Anne-Marie Freemantle was the youngest woman candidate in 1935, fighting Westminster St George’s for Labour. (Her cousin Bridget Jackson stood for the Tories in the Labour seat of Clay Cross.) She reportedly caused “much admiration” by “canvassing with her baby”. Born in France, she was converted to Islam aged 11 by Marmaduke Pickthall; she later wrote his biography. In 1931, she came first and second in the NS short story competition under different names. She chose St George’s as it had been the seat of Charles James Fox.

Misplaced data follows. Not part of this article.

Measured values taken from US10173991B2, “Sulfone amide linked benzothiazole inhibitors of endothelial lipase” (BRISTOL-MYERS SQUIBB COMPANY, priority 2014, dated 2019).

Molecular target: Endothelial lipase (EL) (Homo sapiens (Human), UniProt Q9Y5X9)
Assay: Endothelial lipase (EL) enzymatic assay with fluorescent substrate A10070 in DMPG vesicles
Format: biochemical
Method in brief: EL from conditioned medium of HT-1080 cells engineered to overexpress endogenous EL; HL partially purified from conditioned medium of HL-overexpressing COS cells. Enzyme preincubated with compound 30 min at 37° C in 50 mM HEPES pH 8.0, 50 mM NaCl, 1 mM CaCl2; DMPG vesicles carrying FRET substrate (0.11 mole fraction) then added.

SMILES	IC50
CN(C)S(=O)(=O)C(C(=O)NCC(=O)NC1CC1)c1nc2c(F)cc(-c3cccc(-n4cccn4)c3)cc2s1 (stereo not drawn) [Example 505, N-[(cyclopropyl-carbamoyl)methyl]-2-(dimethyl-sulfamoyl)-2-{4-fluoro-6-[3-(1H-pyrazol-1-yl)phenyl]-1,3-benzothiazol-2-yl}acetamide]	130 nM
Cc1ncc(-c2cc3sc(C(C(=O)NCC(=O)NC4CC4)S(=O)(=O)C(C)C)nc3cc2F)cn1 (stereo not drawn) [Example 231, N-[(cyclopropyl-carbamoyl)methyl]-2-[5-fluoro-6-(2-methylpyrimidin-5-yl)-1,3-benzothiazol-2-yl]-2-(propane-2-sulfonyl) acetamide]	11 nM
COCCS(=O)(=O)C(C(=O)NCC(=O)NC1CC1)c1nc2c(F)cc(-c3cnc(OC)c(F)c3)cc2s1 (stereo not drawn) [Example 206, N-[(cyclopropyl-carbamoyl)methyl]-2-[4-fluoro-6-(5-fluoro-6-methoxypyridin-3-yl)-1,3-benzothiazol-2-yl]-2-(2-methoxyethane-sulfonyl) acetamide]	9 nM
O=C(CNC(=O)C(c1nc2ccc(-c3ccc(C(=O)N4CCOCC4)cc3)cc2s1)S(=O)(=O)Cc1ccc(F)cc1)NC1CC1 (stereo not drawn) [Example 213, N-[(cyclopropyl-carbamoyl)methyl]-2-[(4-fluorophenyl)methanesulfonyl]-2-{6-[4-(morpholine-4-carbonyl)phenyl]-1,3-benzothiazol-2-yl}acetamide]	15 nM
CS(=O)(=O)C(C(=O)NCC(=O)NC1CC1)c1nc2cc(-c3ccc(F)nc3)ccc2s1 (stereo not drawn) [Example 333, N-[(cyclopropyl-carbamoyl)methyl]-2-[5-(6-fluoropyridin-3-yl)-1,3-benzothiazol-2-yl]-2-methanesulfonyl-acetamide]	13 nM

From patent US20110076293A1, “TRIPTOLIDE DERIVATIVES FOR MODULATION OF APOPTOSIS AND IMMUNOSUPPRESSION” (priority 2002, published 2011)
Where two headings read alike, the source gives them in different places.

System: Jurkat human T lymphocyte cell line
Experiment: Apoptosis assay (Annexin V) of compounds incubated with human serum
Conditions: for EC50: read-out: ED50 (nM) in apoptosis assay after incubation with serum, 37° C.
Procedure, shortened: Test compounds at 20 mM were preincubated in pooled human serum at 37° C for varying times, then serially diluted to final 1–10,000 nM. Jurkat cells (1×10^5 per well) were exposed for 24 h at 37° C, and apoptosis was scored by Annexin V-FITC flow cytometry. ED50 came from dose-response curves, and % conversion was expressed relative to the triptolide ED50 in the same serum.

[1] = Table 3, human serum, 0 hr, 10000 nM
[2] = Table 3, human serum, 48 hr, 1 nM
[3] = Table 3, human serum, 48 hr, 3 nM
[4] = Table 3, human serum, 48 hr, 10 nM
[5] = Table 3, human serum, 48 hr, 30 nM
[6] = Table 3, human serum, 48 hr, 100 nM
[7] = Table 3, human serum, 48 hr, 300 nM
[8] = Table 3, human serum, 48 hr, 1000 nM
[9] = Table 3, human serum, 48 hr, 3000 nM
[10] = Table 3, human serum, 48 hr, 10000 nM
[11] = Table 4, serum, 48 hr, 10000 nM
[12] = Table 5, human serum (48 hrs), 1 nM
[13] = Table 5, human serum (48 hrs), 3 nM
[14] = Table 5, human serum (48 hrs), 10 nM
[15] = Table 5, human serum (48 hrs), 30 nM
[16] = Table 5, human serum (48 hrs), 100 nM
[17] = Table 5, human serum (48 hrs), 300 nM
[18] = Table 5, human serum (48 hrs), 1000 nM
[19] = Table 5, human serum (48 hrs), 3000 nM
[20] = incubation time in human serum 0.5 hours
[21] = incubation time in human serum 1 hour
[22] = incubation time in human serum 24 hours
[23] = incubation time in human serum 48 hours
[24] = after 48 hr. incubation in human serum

In the war, she drove an LCC ambulance, worked at the British embassy in Washington, DC, and converted to Catholicism.
This article appears in the 05 Oct 2016 issue of the New Statesman, Trump's triumph